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November 2014 Letters

TCP Talk

Letters and comments from our readers

Larry Ditto

The Mystery of History

Since the mid-1700?s, a lot of holes have been dug in the Llano region. It should not be surprising that artifacts from as far back as the Eighteenth Century can be found at these prospect sites. For more than fifteen years now, James Stotts has been promoting some of these holes on Packsaddle Mountain as being the fabled Los Almagres mine. A search of the Internet produces many hits regarding this notion and Stotts has published a book on the subject. The article in the September 2014 issue of Texas Co-op Power suggests there is evidence indicating those holes on Packsaddle Mountain are indeed Los Almagres.

The historical facts do not support this claim. For my translation of Bernardo de Miranda?s report on his examination of Los Almagres, published in the October 1970 issue of the Southwestern Historical Quarterly, I used a photocopy of the original report. Therefore, I was able to read what Miranda had to say in his own handwriting. His guides led him to a deposit of red ochre gossan (hence the name almagre) a short distance north of an arroyo known then as San Miguel (now easily identified as Honey Creek). Miranda followed the course of the stream down to where it joins the Llano River. He also described a unique topographic feature upstream from Los Almagres that matches Honey Creek Cove.

For holes on Packsaddle Mountain to be identified as Los Almagres, they would have to be a short distance north of a stream that flows into the Llano River. The closest stream south of Packsaddle Mountain is Sandy Creek, some five miles south of Stotts’ prospect pits. Furthermore, Sandy Creek empties into the Colorado River, not the Llano.

James Stotts is one of those dreamers called Coronado’s children by J. Frank Dobie, renowned folklorist, in his book with that title.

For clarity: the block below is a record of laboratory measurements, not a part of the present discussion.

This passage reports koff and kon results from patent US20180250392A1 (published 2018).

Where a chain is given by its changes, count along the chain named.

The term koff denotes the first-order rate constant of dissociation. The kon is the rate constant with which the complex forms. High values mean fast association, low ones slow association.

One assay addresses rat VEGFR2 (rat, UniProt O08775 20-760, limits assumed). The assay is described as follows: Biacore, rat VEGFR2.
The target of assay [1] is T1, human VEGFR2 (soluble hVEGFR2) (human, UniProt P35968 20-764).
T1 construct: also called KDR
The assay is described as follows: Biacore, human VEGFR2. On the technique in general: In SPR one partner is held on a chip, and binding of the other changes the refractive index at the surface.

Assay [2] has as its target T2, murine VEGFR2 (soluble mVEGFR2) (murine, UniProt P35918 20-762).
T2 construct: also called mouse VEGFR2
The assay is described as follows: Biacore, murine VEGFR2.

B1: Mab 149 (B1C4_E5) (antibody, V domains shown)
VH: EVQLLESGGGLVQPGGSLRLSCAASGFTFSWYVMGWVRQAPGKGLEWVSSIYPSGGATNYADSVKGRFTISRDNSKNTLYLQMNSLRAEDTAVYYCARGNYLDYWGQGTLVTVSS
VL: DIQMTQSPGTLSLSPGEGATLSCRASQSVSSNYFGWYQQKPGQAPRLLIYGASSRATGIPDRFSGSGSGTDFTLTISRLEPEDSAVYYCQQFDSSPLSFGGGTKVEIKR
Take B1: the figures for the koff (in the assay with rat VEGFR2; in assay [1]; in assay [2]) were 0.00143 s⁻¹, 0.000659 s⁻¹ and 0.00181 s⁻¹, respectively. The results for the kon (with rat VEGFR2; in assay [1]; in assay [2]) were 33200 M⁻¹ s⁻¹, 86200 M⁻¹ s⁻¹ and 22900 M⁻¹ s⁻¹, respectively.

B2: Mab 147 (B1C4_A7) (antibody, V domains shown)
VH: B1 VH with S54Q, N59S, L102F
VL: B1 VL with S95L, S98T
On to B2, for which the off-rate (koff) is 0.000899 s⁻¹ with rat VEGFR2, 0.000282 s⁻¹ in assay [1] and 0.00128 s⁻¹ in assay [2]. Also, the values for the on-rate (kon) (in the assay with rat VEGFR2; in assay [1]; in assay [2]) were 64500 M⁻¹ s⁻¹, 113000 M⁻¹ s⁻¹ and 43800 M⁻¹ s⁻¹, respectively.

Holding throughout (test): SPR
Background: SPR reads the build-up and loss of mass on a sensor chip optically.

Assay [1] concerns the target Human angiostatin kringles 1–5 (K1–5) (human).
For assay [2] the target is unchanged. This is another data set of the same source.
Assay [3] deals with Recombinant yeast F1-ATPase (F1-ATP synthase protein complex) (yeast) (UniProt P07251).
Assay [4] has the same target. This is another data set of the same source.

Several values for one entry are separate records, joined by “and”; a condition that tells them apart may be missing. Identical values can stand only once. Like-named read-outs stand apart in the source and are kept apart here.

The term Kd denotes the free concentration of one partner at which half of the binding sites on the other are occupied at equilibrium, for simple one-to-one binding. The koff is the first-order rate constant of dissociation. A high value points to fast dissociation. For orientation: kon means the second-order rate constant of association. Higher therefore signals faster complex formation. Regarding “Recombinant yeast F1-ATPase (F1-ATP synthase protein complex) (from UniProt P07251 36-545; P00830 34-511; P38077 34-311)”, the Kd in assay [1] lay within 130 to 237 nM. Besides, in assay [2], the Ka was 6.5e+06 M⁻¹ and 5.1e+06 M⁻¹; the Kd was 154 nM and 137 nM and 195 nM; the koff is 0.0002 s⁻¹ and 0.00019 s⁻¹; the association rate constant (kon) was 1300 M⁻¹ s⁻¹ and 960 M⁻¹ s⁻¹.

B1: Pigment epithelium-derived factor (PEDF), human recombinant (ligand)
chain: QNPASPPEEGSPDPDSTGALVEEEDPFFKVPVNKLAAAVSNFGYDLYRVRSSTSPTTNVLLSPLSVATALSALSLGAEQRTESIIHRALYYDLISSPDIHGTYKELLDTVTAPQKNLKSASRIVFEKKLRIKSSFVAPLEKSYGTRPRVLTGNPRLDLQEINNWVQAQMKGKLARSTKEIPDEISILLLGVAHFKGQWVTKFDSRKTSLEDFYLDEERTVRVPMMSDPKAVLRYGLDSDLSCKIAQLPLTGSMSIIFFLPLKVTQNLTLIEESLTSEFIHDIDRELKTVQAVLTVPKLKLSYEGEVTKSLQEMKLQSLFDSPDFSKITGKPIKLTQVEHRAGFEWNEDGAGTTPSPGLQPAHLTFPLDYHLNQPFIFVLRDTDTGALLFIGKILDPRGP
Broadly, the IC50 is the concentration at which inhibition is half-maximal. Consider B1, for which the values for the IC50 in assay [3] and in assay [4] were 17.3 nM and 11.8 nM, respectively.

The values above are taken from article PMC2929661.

Rod Patten | Sunrise Beach
Central Texas EC

The (Small-Town) Presses Are NOT Stopping

No Stopping the Presses” [September 2014] was such a wonderful story. When you have been a resident of Rockdale (and three other small towns since), the Rockdale Reporter becomes the yardstick by which all other small-town newspapers are measured, and I have never found its equal.

I knew three generations of the Cooke family. I had the pleasure of teaching all four of Bill and Peggy Cooke’s children, and Mike Brown is a lifelong close friend. Their investment in their community is total, and their journalism is as good as it gets. The entire family is also very musically gifted, being some of the best drummers I have ever taught or performed with.

Jim Perry | Dublin
United Cooperative Services

I enjoyed reading about my friends the Cookes, who still operate The Rockdale Reporter. It was a good story that will hopefully help to dispel the myth that newspapers are dying.

That is far from the truth. Yes, it’s sometimes harder than it used to be, but Texas newspapers have adapted and will continue to keep readers informed for many years to come.

Coverage such as that given by writer Camille Wheeler and Texas Co-op Power certainly help tell the story that Texas’ community newspapers are alive and well.

Chris Barbee | El Campo
Wharton County EC

“No Stopping the Presses” was right on and should encourage all those shoulders-to-the-wheel newspaper folks in smaller markets. They are my friends, too, since many of them carry my labor-of-love column I turn out each week called “The Idle American.”

Don Newbury | Burleson

Parks Create Memories

Martin Dies Jr. State Park [“East Texas Autumn,” September 2014] holds a special place in my heart, as three generations of my family used to camp outside the park for a long weekend every summer. (I turned 10 the year the park was built, but my family camped in the area for years before that.)

I am planning a trip there this fall and can’t wait to see how beautiful it is during that time. Thanks again for the article and the great photo.

Pam Farmer | Olney
Fort Belknap EC